PNP backpedals, files vote buying case vs Bingbong Crisologo
MANILA, Philippines (UPDATED) – After stressing they will only accuse Quezon City mayoral candidate Bingbong Crisologo of obstruction of justice, Quezon City cops took a step back and filed a vote buying complaint against him on Monday, May 13.
According to the resolution of Assistant City Prosecutor Felomina Apostol Lopez, cops filed a case for violation of Section 261 (a) of the Omnibus Election Code – vote buying and selling.
Aside from the obstruction of justice case, cops also accused Crisologo of unjust vexation, disobedience and resisting arrest, direct assault of a person of authority, and illegal detention.
Over an hour now since Bingbong Crisologo was brought to the Quezon City prosecutor's office for inquest. Still no decision according to sources inside.— Rambo Talabong (@rambotalabong) May 13, 2019
Prosecutors deciding whether his arrest was valid, and if case is solid enough for hearing in court. #PHVote @rapplerdotcom pic.twitter.com/AezRLy1iUU
What happened? Crisologo was arrested on Sunday evening, May 12, after he was called by his supporters to a house in Barangay Bahay Toro where they were supposedly preparing to be poll watchers for the big day. Cops, however, believe the house was used as a vote buying site, arresting over 40 staffers in one go.
The supporters called on Crisologo who rushed to the scene and held the operating cops — intelligence agents in civilian attire—inside the house. Lieutenant Colonel Alex Alberto, the commander of the station that covered the area, met with Crisologo in the scene and told the lawmaker to release his men. Crisologo allegedly refused while throwing expletives at Alberto and his men, thus compelling cops to arrest him.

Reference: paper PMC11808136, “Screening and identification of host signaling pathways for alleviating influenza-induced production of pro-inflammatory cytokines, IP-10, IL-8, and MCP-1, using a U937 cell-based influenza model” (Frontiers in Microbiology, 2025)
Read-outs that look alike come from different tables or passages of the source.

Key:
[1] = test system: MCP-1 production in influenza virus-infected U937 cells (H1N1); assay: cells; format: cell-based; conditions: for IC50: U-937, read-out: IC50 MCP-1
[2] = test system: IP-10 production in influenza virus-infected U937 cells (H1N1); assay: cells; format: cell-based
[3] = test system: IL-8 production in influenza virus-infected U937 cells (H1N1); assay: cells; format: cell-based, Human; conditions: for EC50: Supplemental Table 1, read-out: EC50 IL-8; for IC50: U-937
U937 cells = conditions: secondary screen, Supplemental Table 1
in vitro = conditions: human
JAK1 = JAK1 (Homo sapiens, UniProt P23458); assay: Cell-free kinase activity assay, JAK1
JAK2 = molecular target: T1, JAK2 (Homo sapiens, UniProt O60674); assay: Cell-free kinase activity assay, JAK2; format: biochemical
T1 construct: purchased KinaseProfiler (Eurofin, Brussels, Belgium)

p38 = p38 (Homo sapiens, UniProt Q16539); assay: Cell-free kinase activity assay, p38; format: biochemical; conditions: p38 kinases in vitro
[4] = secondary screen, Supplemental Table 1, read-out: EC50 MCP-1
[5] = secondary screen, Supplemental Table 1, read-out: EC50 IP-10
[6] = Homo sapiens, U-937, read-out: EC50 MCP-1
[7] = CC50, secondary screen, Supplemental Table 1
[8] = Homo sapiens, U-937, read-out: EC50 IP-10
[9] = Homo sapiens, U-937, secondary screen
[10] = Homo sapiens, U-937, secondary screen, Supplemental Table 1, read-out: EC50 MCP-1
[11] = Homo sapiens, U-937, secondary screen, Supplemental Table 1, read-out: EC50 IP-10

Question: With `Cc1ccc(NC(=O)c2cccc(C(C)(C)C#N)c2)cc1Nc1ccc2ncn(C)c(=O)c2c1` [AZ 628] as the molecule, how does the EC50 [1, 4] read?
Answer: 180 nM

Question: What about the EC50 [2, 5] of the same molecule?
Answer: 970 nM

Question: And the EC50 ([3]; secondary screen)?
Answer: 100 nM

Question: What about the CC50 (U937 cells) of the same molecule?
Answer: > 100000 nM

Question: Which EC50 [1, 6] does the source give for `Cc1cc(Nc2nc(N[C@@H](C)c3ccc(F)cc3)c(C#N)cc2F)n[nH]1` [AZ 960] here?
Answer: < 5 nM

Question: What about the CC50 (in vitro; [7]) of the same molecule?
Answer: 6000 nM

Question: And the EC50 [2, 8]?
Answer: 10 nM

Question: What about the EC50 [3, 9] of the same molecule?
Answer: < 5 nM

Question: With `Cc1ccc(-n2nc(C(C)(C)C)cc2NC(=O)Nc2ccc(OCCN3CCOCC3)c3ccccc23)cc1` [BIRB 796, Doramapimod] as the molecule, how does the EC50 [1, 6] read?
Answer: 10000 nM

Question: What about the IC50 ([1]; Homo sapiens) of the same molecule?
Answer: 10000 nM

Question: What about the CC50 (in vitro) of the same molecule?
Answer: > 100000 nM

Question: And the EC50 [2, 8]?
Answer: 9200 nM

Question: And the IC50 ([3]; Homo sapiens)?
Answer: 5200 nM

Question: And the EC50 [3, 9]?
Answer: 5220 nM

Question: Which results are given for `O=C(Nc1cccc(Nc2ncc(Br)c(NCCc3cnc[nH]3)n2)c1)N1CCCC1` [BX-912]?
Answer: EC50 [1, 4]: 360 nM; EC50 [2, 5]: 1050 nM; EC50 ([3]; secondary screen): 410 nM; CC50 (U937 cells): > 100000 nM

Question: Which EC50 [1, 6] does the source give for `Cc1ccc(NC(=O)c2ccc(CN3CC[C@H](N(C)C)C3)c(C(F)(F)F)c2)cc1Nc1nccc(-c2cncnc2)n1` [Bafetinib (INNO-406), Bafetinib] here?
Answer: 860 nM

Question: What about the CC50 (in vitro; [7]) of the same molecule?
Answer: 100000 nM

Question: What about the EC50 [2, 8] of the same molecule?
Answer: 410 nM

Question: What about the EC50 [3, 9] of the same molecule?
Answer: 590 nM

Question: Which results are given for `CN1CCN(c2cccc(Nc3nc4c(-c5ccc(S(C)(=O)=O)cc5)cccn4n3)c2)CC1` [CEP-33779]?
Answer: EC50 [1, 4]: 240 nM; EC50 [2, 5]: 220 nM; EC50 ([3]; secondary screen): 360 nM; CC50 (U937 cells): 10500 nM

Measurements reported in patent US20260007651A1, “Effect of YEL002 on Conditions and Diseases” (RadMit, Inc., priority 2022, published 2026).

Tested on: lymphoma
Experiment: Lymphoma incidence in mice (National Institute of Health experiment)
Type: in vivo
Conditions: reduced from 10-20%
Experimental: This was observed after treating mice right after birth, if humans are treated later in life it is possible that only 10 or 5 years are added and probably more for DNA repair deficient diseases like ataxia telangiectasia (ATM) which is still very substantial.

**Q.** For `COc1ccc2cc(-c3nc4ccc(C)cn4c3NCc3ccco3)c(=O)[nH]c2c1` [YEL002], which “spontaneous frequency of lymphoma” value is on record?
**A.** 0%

Some 44 supporters were arrested in the area for alleged vote buying. Cops, however, just recovered P800 from the scene.
The prosecutor’s verdict: The prosecutor, however, said that cops need more field work to do, deciding the case should undergo preliminary investigation where each camp submits more testimonies and pieces of evidence before the fiscal discerns whether the case should be heard in court or dismissed. (READ: Crisologo to sue Quezon City police for 'illegal arrest')
“The evidence is presently unclear that the crime of vote buying and vote selling took place. There is no showing of a clear offer to purchase a vote and the acceptance of the offer,” Apostol Lopez said in her resolution.
She added: “As to the complaint for Obstruction of Justice, Unjust Vexation, Direct Assault, Grave Coercion, Resistance and Disobedience, Usurpation, and Illegal Detention, the circumstances surrounding the incident and the exact participation of each of the respondents have to be threshed out more thoroughly.” – Rappler.com
Editor's Note: An earlier version of this story erroneously identified the QCPD Station 3 Commander as Alex Arturo. This has been corrected.
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